Try Writing a Haiku

poetry-clip-art-1Do you remember a well-meaning teacher assigning a haiku for homework – maybe to instill a love of poetry. The products often resembled Ogden Nash poems – lots of nonsense but without his wit.

Alan Feuer’s “The 3 Lines of the Haiku Train Make 61 Stops in Manhattan” – online at Haiku Challenge in the Sunday New York Times – offers a short review of the style and samples from New Yorkers who participated in the paper’s challenge to write about the city in the three-line verse. Poets wrote about Central Park, the subway, Times Square… My favorite came from an online reader in Dallas –  Sharon Cohen wrote:

Union Square Market
Blueberries for ten dollars
New York City blues

Thinking about the city I live in now, I am working on a verse to celebrate the end of national poetry month – ocean, sun, surfers – not that easy to create three lines with 5,7,5 beat – and a punch line at the end of the 17 syllables. The New York Times offers  “a quick 101 guide on writing a haiku”:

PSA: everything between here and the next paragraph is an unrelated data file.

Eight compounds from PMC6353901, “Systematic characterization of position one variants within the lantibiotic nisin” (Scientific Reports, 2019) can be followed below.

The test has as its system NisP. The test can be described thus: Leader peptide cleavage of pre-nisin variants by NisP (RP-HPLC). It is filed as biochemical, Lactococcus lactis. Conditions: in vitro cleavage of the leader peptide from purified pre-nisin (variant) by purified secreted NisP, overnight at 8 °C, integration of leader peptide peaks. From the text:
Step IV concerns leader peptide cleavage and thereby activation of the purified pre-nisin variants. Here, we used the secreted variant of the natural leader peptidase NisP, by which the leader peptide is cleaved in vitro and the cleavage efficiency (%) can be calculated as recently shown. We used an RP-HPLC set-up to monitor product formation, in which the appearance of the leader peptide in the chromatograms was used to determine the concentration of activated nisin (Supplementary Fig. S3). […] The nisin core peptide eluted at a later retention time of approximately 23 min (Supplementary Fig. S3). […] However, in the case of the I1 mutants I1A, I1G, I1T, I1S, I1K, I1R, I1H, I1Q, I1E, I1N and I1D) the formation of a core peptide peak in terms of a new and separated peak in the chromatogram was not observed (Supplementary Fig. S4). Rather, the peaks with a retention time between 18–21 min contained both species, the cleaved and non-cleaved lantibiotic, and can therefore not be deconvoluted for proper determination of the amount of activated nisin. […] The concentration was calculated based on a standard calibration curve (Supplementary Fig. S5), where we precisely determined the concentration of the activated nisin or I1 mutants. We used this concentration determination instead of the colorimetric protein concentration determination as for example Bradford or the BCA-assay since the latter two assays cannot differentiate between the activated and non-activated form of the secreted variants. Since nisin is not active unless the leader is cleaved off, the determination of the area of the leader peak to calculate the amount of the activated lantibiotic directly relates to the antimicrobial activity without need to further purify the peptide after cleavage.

• Only three lines.
• First line must be five syllables.
• Second line must be seven syllables.
• The third line must be five syllables.
• Punctuation and capitalization are up to you.
• It doesn’t have to rhyme.
• It must be original.

Have you tried writing one?

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7 thoughts on “Try Writing a Haiku

  1. I love writing haikus! You can find a number of them on my blog. The only problem is, once I start thinking in haiku rhyme, I can’t get it out of my head!
    Cat on my shoulder
    purring loudly in my ear
    constant companion

  2. I saw that this morning, and loved it. My favorite was:

    Tourists in New York
    Three abreast, strolling, chatting:
    I want to shove you.
    —Carolyn Lengel, 52, Garrison, N.Y.

    Not as lyrical as your pick, but probably more representative!

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